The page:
IndyCar poised to leave Sonoma Raceway for Monterey’s Laguna Seca

This year's Grand Prix of Sonoma is likely to be the last as the race moves to Laguna Seca in Monterey County.|

IndyCar racing is putting Sonoma County in its rearview mirror again.

The open-wheel racing series, best known for its iconic Indianapolis 500 over Memorial Day weekend each year, is maneuvering to move the Grand Prix of Sonoma to Monterey County’s Laguna Seca raceway. It is one of the top three motorsports events held each year at the sprawling track off Highway 121. The largest, the NASCAR Cup series, can attract more than 100,000 fans over a three-day span.

On Tuesday, the Monterey County Board of Supervisors is poised to authorize the signing of a three-year contract with IndyCar LLC to race at its county-owned track in 2019, 2020 and 2021.

Sonoma Raceway has hosted IndyCar since 2005, with the Grand Prix of Sonoma series finale determining the year’s points championship since 2015.

This season’s 85-lap race is set for Sept. 16 and will again determine the series championship.

The move ultimately was a business decision by IndyCar, with whom Sonoma Raceway had been in negotiations over its contract, Sonoma Raceway General Manager Steve Page said.

The greater Bay Area cannot financially support two Indy races, he said.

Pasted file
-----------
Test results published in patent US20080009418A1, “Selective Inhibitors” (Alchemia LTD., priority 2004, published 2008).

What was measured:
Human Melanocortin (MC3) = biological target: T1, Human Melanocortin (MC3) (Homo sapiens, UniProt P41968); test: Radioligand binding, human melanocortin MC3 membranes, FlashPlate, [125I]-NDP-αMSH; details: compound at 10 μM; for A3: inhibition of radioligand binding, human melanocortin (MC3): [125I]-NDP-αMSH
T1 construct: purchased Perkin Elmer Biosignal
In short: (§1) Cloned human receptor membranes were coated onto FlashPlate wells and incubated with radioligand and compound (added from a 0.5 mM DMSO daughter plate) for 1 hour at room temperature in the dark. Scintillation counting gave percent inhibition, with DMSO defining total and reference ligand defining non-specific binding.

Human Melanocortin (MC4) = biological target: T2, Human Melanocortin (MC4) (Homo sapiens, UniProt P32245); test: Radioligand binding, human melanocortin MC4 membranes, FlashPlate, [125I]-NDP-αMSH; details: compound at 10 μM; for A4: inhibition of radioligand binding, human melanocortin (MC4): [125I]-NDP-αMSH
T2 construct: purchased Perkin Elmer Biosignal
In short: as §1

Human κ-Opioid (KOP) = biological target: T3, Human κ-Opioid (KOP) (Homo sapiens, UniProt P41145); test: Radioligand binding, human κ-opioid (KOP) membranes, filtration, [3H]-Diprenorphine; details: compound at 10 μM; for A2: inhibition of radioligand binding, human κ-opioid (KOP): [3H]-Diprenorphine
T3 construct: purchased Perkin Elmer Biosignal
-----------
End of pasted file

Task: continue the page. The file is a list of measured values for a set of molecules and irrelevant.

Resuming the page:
Because Monterey County owns its track, it can essentially subsidize any race held there. For Sonoma Raceway, the series has been a money loser, Page said.

“We have been running Indy for 14 years. It has been a struggle financially and we have been in negotiations with them on a renewal of our contract, where we would need some financial relief in order to make the numbers work,” he said. “It’s a great event, but we’re a for-profit company and can’t do events where we lose money.”

Word came of an apparent deal with Monterey County on Thursday.

“We’ve been in negotiations with IndyCar for quite some time,” Page said. “They have from time to time floated Laguna Seca as a backup. We’ve made it clear from the start if they go to Laguna Seca, that needed to be their choice.”

The decision was somewhat disappointing, he acknowledged.

“We love IndyCar car racing. We’ve invested millions of dollars and lots of time and energy of our staff to build an event here and build their brand,” he said. “But business is business.

“We would be happy to continue that effort, but only under a sustainable business model.”

Under the Monterey County agreement, the county will provide the track and pay IndyCar between $1.2 million and ?$1.5 million next year, and $1.5 million the following two years. Race dates haven’t been determined.

Laguna Seca chief executive Timothy McGrane couldn’t be reached for comment Friday.

Page said that Sonoma Raceway never considered seeking public subsidies to help with race costs. “That’s not the way we operate,” he said.

Monterey County officials say the race will have an undeniable financial impact on the county, already renowned as a motorsports destination.

“If approved the event will have a positive impact on our regional economy over the next three years, increasing hotel occupancy rates, attendance at local hospitality establishments as well as a general increase in tourism throughout the county,” a staff report recommending approval reads.